Professor King noted that there were numerous examples of high-profile companies destroying shareholder value owing to their negative impact on communities or on the environment. In a climate where stakeholder expectations have changed and where businesses need to deal with factors such as radical transparency through social media, greater awareness of the global environmental crisis, and needing to make more with less impact, it is no longer a matter of business as usual.

“None of us who are investing other people’s money can ignore these changes. The financial modelling may look good, but it’s also important to understand the drivers of change, what the character of a company is, and how the company enhances the positives and ameliorates the negatives for sustainable value creation.”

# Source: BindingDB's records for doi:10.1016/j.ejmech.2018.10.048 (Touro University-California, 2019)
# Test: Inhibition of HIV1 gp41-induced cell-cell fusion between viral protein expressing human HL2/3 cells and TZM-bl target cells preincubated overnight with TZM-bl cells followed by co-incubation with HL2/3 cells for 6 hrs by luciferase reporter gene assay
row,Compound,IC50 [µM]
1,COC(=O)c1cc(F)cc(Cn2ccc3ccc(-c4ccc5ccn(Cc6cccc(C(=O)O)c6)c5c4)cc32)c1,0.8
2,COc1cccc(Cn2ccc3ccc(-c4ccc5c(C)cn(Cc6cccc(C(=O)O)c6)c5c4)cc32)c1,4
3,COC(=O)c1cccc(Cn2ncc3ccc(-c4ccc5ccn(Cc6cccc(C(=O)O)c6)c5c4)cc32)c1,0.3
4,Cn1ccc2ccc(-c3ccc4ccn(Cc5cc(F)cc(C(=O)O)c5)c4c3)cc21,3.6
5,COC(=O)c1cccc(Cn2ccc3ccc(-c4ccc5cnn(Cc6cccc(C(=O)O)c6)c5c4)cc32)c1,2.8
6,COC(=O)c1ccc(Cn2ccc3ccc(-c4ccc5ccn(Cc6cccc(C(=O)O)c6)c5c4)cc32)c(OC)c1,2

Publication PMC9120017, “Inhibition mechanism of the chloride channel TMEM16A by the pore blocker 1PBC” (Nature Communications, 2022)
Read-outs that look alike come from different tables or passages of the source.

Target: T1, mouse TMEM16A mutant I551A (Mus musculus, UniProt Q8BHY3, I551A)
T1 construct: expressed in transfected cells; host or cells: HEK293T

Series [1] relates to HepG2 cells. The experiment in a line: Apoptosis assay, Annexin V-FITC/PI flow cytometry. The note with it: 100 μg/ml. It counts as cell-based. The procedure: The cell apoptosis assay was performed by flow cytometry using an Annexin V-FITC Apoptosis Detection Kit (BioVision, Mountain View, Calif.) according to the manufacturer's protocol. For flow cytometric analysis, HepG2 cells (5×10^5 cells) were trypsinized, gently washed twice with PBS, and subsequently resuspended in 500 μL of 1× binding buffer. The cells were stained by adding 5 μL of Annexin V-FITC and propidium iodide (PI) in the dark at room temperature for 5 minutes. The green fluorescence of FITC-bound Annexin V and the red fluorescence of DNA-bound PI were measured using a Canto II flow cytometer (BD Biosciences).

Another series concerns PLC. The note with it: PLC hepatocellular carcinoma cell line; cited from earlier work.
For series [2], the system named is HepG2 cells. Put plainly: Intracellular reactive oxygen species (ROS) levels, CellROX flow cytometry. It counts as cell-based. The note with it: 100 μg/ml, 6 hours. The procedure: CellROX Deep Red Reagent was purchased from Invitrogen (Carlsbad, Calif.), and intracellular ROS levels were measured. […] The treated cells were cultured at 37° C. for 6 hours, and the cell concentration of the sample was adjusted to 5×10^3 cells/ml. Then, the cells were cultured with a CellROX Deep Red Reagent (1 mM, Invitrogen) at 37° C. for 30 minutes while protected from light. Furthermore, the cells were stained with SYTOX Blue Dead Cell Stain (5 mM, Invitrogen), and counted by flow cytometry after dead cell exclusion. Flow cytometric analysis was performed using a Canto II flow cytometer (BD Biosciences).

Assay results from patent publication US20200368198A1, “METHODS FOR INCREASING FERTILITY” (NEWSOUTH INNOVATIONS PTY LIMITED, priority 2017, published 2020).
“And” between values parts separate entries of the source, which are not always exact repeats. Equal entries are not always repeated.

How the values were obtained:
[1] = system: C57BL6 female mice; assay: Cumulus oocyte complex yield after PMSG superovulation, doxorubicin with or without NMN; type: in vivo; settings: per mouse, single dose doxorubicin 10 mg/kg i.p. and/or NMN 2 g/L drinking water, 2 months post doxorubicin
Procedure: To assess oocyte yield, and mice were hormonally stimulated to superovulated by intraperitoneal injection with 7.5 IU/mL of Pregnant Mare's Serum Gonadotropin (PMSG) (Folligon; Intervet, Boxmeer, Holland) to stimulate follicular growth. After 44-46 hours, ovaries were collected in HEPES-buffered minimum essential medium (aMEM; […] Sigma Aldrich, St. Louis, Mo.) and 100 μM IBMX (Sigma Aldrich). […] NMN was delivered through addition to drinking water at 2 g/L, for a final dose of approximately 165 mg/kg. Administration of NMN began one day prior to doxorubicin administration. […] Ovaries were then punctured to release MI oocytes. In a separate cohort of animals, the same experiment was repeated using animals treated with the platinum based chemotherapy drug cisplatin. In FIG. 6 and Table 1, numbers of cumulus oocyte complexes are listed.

It’s not about a big-stick approach. It's about helping portfolio companies understand their impact in the community - Stuart Bradley In line with these changing attitudes in the global market, private equity investors are working to ensure that the companies in which they invest acknowledge the importance of ESG. Phatisa’s Bradley said: “It’s not about a big-stick approach. It is about helping portfolio companies understand their impact in the community, as well as the shifting perceptions of buyers.”

Christopher Clarke, partner at Inspired Evolution, highlighted his fund’s investment in Red Cap, which is developing a portfolio of large-scale wind energy projects across Southern Africa, as an example of one challenge surfacing in the private equity arena: the question of creating realistic expectations in communities where projects such as these are developed.